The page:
THE OTHER SIDE OF THE MOUNTAIN

The Home Place, A tribute to the Wingate Family
The young reporter sent from the New York Times to cover the influx of Scotch-Irish settlers seemed perplexed at those people who looked strange, talked funny, and otherwise showed no semblance of manners or personality. Her mission was to characterize the people who were fast occupying land in the Appalachian Mountains in the 1800s, specifically, in a place called Catawba Valley, Virginia. The flustered reporter headed home without anything positive to say. She would tell her supervisor upon returning to the big city of New York, “there is no story there because they have no culture.” The NY Times would run a story portraying these immigrants as hillbillies, uneducated, shabbily dressed getting drunk on homemade spirits on Saturday night but going to church on Sunday. This description would label folks in Catawba and elsewhere in the Appalachians to this day.
I suppose when I was growing up in Catawba, folks in Salem, Roanoke, and any urban population were asking the question: “What is on the other side of the mountain?” Sadly, not that many people crossed over to find the answer. Those of us in Catawba were asking the same question from our mountain homes about the way of life in urban areas. I felt many years later that the impression of Catawba Valley as non-cultured people would go on forever.
The impression of Catawba was reversed in 1982 when The Homeplace Restaurant opened. It was in 1907 that Captain W. W. Brand sold the property to Jerry Morgan and his wife Mary. They built a home on the farm that was already steeped in history. The new home they built was called the Summit, and it would eventually become The Homeplace Restaurant seventy-five years later. The Homeplace was an icon for 38 years until it closed in May of 2021.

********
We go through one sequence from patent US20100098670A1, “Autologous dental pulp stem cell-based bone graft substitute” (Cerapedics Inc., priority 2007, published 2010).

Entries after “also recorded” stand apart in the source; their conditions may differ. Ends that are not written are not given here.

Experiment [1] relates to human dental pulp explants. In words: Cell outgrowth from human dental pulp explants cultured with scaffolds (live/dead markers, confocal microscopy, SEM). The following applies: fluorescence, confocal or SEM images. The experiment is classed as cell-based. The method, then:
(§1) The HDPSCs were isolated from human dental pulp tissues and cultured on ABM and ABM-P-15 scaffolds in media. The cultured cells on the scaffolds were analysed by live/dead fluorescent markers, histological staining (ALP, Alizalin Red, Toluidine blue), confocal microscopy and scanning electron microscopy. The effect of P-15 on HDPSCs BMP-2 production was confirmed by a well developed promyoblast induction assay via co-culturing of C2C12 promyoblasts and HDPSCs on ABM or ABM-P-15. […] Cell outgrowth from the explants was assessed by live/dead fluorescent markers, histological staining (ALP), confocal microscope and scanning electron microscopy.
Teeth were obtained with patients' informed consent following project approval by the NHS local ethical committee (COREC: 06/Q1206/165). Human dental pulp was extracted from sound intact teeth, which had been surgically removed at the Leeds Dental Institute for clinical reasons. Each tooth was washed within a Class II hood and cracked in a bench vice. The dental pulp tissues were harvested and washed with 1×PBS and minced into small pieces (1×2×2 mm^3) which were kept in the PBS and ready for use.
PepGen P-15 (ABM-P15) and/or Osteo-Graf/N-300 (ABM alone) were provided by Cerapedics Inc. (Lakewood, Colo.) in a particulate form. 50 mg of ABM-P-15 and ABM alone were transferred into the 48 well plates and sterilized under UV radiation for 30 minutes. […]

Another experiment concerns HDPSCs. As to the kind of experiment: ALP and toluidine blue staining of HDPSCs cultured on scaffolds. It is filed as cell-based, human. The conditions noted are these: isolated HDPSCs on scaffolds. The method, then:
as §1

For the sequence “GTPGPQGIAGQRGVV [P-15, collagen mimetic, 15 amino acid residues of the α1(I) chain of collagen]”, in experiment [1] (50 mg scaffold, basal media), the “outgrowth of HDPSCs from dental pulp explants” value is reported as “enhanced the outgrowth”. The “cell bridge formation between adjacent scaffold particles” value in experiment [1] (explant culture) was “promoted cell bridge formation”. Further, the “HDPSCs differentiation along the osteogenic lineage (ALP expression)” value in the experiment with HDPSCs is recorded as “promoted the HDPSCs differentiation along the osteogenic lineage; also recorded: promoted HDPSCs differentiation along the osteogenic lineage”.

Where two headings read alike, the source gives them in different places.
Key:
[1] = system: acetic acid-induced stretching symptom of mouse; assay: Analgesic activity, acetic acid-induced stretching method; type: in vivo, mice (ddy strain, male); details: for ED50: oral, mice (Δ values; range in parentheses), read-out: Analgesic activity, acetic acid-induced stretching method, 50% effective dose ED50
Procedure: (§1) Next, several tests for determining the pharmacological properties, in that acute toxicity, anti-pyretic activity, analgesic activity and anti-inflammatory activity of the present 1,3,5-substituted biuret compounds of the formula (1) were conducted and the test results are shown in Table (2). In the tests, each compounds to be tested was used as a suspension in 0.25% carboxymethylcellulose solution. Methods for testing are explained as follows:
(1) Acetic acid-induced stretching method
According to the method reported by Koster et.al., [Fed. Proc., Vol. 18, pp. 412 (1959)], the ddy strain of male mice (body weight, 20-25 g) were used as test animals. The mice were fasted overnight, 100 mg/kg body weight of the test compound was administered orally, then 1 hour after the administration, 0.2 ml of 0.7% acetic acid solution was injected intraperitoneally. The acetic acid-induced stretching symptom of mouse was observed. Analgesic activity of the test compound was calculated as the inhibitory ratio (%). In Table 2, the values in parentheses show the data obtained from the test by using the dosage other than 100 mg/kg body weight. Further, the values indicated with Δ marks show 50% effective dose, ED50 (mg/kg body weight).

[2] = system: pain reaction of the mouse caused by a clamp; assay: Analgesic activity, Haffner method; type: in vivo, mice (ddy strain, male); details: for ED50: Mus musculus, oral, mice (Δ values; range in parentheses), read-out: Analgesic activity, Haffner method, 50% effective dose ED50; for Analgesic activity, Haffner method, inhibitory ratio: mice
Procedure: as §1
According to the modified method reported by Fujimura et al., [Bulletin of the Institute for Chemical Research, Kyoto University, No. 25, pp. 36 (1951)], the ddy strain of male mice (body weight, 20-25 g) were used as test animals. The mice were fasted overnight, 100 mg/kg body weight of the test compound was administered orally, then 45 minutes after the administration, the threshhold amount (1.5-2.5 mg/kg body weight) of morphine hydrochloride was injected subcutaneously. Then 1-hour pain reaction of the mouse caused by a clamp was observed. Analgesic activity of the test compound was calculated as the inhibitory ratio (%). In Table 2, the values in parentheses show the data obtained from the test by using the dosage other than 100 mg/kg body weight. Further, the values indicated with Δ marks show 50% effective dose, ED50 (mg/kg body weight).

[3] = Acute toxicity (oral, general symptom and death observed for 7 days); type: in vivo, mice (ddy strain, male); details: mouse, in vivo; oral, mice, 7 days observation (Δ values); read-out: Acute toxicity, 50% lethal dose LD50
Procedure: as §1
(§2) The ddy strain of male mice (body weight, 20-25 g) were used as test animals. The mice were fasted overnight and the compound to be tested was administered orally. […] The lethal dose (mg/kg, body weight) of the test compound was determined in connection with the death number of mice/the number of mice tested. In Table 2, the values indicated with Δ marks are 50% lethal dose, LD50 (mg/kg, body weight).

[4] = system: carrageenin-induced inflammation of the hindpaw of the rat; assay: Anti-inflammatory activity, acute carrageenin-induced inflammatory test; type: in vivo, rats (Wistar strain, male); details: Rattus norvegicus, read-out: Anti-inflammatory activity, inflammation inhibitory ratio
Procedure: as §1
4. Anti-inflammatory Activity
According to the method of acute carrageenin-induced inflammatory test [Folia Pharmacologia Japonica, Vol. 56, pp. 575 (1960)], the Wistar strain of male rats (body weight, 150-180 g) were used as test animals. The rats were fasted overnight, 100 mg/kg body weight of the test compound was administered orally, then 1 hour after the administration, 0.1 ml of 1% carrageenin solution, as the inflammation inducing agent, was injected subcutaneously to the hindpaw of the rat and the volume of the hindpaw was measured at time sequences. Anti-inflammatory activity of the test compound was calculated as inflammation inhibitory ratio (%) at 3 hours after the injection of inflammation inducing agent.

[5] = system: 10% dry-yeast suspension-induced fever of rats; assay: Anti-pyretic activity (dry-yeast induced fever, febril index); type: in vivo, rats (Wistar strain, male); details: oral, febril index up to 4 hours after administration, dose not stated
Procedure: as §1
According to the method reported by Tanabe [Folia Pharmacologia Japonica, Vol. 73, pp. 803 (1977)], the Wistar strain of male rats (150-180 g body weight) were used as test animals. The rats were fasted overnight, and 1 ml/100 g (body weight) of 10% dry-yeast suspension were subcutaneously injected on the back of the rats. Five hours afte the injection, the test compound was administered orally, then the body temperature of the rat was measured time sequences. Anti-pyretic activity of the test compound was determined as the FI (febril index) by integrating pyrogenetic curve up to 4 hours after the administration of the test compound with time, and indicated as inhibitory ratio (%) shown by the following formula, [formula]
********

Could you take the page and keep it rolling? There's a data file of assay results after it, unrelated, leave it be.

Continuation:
I had a close relationship with the Morgans, living nearby and working on the farm many times over a period of eleven years. I wrote about the farm and what it was before it became The Homeplace in a book called Echoes From Catawba Volume 1 released in 2019. However, this article is not about my book. It is a Tribute to the Harold Wingate Family.
The late Harold Wingate, his wife Millie, and his family took a leap of faith in making this restaurant possible in Catawba. There were some folks who thought this venture would not be a good one. Harold Wingate had few if any bad ideas. Featuring real country cooking by real country cooks would turn out to be a huge success. People came from near and far not only to eat but to experience that breathtaking view as they crested the mountain. And even more, as they stood outside of the Homeplace with a view of Catawba Creek and pasture fields carpeting the Valley floor. Once inside everyone experienced local servers bringing them delicious food and Catawba hospitality. The only thing missing was a NY Times reporter.
It is my opinion as a proud native that the Catawba Sanatorium put our Valley on the map, but the Harold Wingate Family made Catawba a Destination. Thank you, Wingate Family for introducing an amazing number of people to “The Other Side of the Mountain!”
Ted Carroll

Nonprofit Hobby Business Produces Great Wealth

It  was after we published our first book, “Echoes From Catawba Volume 1” in 2018 and while still residing in Greensboro, I experienced a situation that I chuckle about to this day. It was time for the pre-winter furnace check-up and  I had a favorite man from the service company that I always requested. He had been raised on a farm, liked gospel and country music, and he was a great technician that was sound in the mechanical sense and had common sense, in a day and time whereas common sense seems very uncommon. I always like to tip workers who made house calls for various purposes. So, I offered and he, unlike most others refused, saying he was paid a fair wage and a tip was not necessary.  I respected what he said but came up with an alternative. I went to my office and got a copy of Echoes Volume 1. I gave it to him as a gift and he graciously accepted. He thumbed through the book asking me if that was my life story. I said no but I would be writing a series of the book, one each year. He looked at me and said, “You are going to be a millionaire!”  The inside of me wanted to burst out laughing but I restrained myself while explaining that this would be a hobby and something I had been  planning for several years. I never forgot that moment.